Chester's back!
by written and illustrated by Mélanie Watt.
Click here to see if we have it Publishers Weekly : Starred Review. In this mischievous follow-up to her comical metafiction, Chester, Watt—who is both character and author—thinks she's hit on a way to keep her cat's huge ego in check: make him the star of his very own fairy tale. But as Chester once again makes clear, scrawling in red marker over almost every page (only the endpapers are left unscathed), he's not going to be easily placated—or dismissed. Being a picture book star has gone to his already swollen head: Dear admirers, he begins, Due to an overwhelming amount of fan mail, I, Chester, am back.... Colorful envelopes below this message are addressed to Chester from Shakespeare (Your #1 Fan), Einstein and Picasso; a typed note from M.W. next to an author photo reads, Please forgive Chester. He's forgotten to mention that he wrote all those fan letters himself. A tiny mouse (Chester labels him his butler) provides running commentary, sometimes through gestures only. Readers will be dazzled by the cat's rampant self-regard (he claims to have invented the wheel) and tickled by his ongoing battle of wits with his owner/creator. Ages 4–8. (Aug.) Copyright © Reed Business Information, a division of Reed Elsevier Inc. All rights reserved. Distributed by Syndetic Solutions Inc. Terms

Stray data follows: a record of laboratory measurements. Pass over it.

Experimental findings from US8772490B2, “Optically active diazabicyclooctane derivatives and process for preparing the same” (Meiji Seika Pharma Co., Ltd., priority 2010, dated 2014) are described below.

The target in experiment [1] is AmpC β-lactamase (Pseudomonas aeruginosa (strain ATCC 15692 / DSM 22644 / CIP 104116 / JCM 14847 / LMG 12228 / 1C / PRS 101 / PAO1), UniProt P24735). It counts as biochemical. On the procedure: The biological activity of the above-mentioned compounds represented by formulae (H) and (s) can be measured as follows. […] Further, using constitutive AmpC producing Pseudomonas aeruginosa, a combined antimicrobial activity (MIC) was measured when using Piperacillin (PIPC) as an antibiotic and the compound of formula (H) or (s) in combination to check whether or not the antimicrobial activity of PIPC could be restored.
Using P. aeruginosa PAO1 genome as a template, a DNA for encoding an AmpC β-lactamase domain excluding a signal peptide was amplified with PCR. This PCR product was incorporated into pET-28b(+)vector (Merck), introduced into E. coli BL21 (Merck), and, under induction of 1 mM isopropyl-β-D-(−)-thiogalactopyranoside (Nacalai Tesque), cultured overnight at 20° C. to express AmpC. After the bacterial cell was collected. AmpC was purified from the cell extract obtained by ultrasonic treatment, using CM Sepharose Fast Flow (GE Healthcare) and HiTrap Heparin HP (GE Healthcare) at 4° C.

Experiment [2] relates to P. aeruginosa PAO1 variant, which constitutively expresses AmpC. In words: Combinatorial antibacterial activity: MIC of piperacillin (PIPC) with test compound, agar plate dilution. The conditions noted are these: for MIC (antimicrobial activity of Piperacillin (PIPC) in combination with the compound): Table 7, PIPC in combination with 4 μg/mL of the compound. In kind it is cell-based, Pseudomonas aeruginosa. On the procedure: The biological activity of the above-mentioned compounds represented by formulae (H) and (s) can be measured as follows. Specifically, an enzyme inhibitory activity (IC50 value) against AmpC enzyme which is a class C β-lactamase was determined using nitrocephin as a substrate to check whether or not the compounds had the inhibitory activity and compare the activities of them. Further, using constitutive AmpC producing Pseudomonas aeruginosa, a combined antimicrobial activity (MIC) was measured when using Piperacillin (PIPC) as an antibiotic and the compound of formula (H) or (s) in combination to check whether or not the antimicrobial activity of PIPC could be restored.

School Library Journal : K-Gr 2—The big calico cat with an even bigger ego is back. Watt attempts to feature him in a fairy tale, but as readers of Chester (Kids Can, 2007) will anticipate, he is not interested. He whips out his red marker and makes the story his own-until Watt decides to replace him altogether. The author holds a casting call and tries to carry on with a replacement for Chester. Of course, the feisty feline will not let that happen, and for a moment readers may think that he has come out on top. Chester wants to be the star of the story, but as the saying goes, "Be careful what you wish for!" The little gray mouse that was featured in the original book also returns. Chester has a great range of expressions that work along with the red-marker text to develop a lovable character. The use of color and font to indicate the speakers and the mix of various illustration styles add definition to the story-within-the-story, and the pages are full of activity. Readers will discover new details with each viewing. This is an original and fun tale for sharing one-on-one and in small groups.—Lisa Glasscock, Columbine Public Library, Littleton, CO Copyright © Reed Business Information, a division of Reed Elsevier Inc. All rights reserved. Distributed by Syndetic Solutions Inc. Terms